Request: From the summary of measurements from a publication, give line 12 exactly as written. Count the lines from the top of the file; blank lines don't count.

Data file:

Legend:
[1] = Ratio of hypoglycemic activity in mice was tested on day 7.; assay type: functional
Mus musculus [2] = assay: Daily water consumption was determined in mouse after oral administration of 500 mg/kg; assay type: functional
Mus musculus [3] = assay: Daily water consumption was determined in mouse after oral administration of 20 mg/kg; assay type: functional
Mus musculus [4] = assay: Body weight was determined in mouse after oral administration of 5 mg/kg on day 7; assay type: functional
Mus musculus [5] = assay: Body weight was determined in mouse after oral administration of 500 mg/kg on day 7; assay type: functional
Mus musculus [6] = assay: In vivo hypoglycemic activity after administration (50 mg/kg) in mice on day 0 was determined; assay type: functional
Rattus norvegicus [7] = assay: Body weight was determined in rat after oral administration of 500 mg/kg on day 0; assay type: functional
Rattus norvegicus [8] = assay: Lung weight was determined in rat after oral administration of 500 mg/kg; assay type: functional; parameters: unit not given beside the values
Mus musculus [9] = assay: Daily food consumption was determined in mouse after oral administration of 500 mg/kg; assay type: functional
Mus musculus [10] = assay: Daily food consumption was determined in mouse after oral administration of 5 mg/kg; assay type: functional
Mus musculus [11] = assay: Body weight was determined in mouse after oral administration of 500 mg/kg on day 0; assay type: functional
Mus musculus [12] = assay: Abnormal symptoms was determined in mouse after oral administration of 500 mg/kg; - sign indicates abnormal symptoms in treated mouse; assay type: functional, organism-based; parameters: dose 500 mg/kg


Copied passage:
Mus musculus [11] = assay: Body weight was determined in mouse after oral administration of 500 mg/kg on day 0; assay type: functional